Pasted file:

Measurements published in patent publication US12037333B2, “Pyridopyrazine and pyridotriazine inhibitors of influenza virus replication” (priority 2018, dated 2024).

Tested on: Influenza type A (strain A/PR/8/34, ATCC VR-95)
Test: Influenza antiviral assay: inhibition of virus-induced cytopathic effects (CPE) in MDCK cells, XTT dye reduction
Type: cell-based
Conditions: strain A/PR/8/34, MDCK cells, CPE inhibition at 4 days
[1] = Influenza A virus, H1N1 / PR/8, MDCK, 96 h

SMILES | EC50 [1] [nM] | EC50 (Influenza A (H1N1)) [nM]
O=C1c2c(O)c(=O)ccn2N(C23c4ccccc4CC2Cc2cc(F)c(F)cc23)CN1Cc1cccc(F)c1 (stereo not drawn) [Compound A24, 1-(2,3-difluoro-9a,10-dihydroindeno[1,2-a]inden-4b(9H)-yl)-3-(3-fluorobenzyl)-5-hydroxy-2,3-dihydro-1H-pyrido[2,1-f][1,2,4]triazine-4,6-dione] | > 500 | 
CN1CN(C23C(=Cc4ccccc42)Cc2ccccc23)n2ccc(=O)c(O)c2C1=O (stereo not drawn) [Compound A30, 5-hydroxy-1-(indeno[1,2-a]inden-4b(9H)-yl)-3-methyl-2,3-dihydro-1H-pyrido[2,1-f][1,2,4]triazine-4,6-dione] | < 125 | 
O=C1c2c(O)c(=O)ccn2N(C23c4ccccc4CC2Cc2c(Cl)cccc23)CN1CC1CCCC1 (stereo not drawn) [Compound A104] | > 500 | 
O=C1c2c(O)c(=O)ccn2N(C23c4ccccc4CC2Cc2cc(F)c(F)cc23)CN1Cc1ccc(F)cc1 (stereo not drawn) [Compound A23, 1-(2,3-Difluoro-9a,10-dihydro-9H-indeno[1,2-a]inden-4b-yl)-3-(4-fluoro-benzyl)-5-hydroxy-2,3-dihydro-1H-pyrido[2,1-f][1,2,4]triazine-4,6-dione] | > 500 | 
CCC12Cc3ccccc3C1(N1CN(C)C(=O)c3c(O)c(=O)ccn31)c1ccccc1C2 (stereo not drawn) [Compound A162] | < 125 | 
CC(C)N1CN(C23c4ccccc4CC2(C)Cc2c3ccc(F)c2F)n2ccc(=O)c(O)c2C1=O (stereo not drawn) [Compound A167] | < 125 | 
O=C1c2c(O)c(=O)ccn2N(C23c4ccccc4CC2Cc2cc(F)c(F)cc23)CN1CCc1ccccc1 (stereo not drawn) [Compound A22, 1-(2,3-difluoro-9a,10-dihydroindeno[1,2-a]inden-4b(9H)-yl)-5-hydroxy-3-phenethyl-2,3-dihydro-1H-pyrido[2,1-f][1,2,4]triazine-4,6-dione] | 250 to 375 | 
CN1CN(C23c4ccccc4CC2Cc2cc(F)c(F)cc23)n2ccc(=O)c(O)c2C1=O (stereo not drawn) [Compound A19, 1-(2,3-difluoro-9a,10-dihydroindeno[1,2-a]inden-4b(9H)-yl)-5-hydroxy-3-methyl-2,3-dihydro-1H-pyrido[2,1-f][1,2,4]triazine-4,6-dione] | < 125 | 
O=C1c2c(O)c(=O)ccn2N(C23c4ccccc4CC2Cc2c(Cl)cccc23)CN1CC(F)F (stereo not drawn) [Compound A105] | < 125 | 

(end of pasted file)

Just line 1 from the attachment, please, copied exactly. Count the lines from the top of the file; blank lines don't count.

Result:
Measurements published in patent publication US12037333B2, “Pyridopyrazine and pyridotriazine inhibitors of influenza virus replication” (priority 2018, dated 2024).